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Data Center Drives 400G

Simon Stanley
Heavy Lifting Analyst Notes
Simon Stanley

Hyperscale and large data centers will need 400G connections to support rapidly growing server input/output (I/O) as the combination of higher server density and a shift to 25Gbit/s drives server I/O bandwidth per rack to 5 Tbit/s. Cloud service providers are already planning 400G deployments and expect widespread use of 400G within data centers by 2018. Many component vendors have introduced first-generation 400G components and are working on optimized solutions for introduction during 2017 and 2018.

Cloud services accessed by individuals and businesses from mobile devices and fixed-line connections are driving a huge growth in global IP traffic. These services include online storage, social media, big data processing, Internet of Things (IoT) services and audio/video content delivery. Many of these services are hosted on hyperscale data centers operated by leading service providers, including Facebook, Google and Microsoft. The shift toward virtualization using software-defined networking (SDN) and network functions virtualization (NFV) is also driving growth in East-West traffic between servers.

The cost of 100G connections has come down significantly during the last two years as volume has grown and component vendors have developed cost-effective solutions, including 25Gbit/s lasers and serial interfaces. These developments have also created a new opportunity for service providers to upgrade network interfaces on servers from 10 Gbit/s to 25 Gbit/s. Vendors are now introducing the first solutions based on 50Gbit/s lanes using 25Gbit/s lasers and serial interfaces with PAM4 modulation or 50Gbit/s lasers and serial interfaces with NRZ. Several vendors are already working on single lambda 100G solutions.

Key specifications for 400G are becoming clear as the IEEE and other organizations move forward with standards for 400G. Optical port types for 100m, 500m, 2km and 10km have been agreed by the IEEE P802.3bs 400Gbit/s Ethernet Task Force. There are also several industry groups developing 400G optical module form factors. Data center interconnects (DCI) between data centers are point-to-point links from a few kilometers to several thousand kilometers. Many use flexi-rate coherent connections supporting 100 Gbit/s to 400 Gbit/s over different distances depending on the modulation used. For short DCI links less than 80km, direct detect solutions with PAM4 modulation can also be used.

Heavy Reading's new report, 400G Components Come Out of the Shadows, identifies key 400G technology and component developments, reviewing vendors and the latest product introductions and announcements. The report profiles 19 vendors with 400G components for connections within the data center and between data centers. The report includes not only information on the vendors and components but also insights into how the overall 400G market and ecosystem is developing.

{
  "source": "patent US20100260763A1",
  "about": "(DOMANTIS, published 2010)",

Physical layer devices supporting 400G applications have been announced by Applied Micro, Broadcom, Credo, GigPeak, Inphi, Macom and MultiPhy. Many of these devices support PAM4 modulation using DSP or analog implementations. MaxLinear and several of the other companies have introduced trans-impedance amplifiers (TIAs) and laser drivers. Finisar, Molex, NeoPhotonics and TE Connectivity have developed optical modules or active optical cables for 400G applications within data centers and enterprise networks. MoSys has introduced a programmable search engine for applications up to 800 Gbit/s, and Xilinx and Altera have, or are developing, multiple FPGA devices and intellectual property that can be used to implement 400G connections within the data center.

400G flexi-rate coherent optical modules are available from Acacia and ClariPhy is developing a third-generation DSP-based coherent transceiver device for 400G DCI and metro applications. Fujitsu Optical Components and NeoPhotonics have demonstrated optical components for 400G DCI, Metro and long-haul applications. Microsemi is shipping a 400G multiservice processor and both Altera and Xilinx have multiple FPGA devices and intellectual property for DCI and metro applications.

The rapidly growing I/O bandwidth to servers is forcing service providers to look at 400G connections within and between data centers. Now much of the development work for 100G is complete component vendors are introducing solutions for 400G. The initial 400G deployments are using these first-generation components, and all of the vendors are developing second-generation devices ready for widespread deployment in 2018 and 2019.

— Simon Stanley, Analyst at Large, Heavy Reading

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